Peter Brigham MD
pmbrig at gmail.com
Mon Dec 6 16:35:02 EST 2010
If you only want to fill in the stamp and then print the result, what
I do is import the pdf as an image, overlay fields wherever I need
them, then fill them in by script, and print the result. If you want
to export it instead of printing it, you could take a snapshot of the
result and export that as jpg or, I guess, as a pdf file, though I'm
not sure about the latter, maybe use the pdfLib for that.
Peter M. Brigham
pmbrig at gmail.com
On Dec 6, 2010, at 1:34 AM, Anthony Howe wrote:
> Thanks Jan,
> Great to hear the detail around this one. The feature you mention
> that you're working on is actually all that we would require and
> sounds ideal!
> We simply want to 'stamp' an existing document with a customers
> unique ID and details. The area of the document to be stamped will
> be blank space on each page....at a defined location (footer or
> header area, for example) and requires no interaction with the
> existing content.
> From there, just a re-export of the PDF would be required.
> What do you think?
> On 06/12/2010, at 5:24 PM, Jan Schenkel <janschenkel at yahoo.com> wrote:
>> --- On Sun, 12/5/10, Anthony Howe <anthonyhowe at me.com> wrote:
>>> My question was also not really
>>> around whether PDF export is possible, but rather if it was
>>> possible to open an existing PDF file (which was created in
>>> LC, or not) and add new data (like a personalized footer or
>>> header from LC app data for example), then, reexport it...as
>>> a PDF, ready for distribution.
>>> The answer to this one so far seems to be no.....but I'm
>>> hoping for an angle....:)
>>> Hope that clarifies things, and perhaps I should have
>>> started a separate thread on this question, as I accept it
>>> does stray somewhat from the original post.
>> While I have written a library to create new PDF files from
>> scratch, by script, I'm not sure where to begin taking apart an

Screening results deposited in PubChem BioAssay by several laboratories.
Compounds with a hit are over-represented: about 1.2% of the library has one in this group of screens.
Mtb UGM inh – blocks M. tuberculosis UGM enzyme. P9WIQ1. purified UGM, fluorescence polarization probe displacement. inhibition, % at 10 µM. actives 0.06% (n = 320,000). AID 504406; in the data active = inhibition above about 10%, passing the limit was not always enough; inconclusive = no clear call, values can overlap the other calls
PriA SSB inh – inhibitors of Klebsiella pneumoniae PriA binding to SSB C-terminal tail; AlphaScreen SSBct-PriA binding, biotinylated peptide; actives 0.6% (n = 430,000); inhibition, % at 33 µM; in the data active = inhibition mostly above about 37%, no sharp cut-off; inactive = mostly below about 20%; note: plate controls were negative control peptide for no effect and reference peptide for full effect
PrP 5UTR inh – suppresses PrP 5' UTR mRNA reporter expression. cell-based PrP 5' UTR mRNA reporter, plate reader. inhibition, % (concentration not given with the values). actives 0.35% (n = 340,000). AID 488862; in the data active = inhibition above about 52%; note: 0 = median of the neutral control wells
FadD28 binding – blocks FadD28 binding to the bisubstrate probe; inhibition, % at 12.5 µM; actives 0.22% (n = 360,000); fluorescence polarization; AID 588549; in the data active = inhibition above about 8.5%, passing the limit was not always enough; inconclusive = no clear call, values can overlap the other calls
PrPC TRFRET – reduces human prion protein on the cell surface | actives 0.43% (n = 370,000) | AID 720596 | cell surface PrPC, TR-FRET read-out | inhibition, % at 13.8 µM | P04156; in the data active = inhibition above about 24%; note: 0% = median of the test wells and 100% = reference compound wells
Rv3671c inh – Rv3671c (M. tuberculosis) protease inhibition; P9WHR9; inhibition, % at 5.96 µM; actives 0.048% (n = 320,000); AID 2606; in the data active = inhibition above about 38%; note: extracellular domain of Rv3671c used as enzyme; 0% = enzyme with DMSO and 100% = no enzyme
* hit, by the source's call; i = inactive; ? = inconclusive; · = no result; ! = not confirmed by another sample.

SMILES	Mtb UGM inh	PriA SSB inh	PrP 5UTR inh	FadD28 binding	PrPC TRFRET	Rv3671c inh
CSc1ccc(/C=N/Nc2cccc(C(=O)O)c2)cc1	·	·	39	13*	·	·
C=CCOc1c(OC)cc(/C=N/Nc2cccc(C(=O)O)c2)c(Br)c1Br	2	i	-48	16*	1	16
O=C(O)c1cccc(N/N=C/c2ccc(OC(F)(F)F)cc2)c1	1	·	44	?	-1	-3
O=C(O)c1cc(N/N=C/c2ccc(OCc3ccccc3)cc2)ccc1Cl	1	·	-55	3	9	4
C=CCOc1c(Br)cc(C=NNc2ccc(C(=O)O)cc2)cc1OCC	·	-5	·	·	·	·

>> existing PDF file and modifying its content.
>> The structure of a PDF file is completely unlike Word DOC or RTF
>> files. Word processing files are structured around a flow of
>> paragraphs, sentences and words. PDF files are a set of low-level
>> instructions (draw a line here, draw this bit of text there, now
>> switch to font 'Times', set the drawing color to 'red', etc.) and
>> there is no rigid flow structure.
>> More precisely, PDF has no concept of paragraphs - you're at the
>> mercy of the producing application printing each bit of text in the
>> 'right' order to ease extraction. In fact, PDF doesn't even have
>> text styling concepts other than 'font'. You want an underline?
>> Draw it yourself.
>> In fact, it's so complicated that the selection of text in Adobe
>> Reader or Apple Preview is based on OCR (optical character
>> recognition) algorithms: we know there's a bit of text here, and
>> that other bit of text has the same baseline, so that could
>> actually be a single line of text in the user's mind - let's select
>> So if you're looking to read an existing file, and modify the
>> content - such as replacing placeholder text and expecting the
>> whole flow of the text to update along with it - you have your work
>> cut out for you.
>> One feature I have been working on, is the ability to open an
>> existing PDF file, and use pages from it as a background on top of
>> which you draw additional elements. In that scenario I'm not even
>> really tweaking the content, and this is presenting its own
>> Jan Schenkel.
>> Quartam Reports & PDF Library for LiveCode
>> "As we grow older, we grow both wiser and more foolish at the same
>> time." (La Rochefoucauld)
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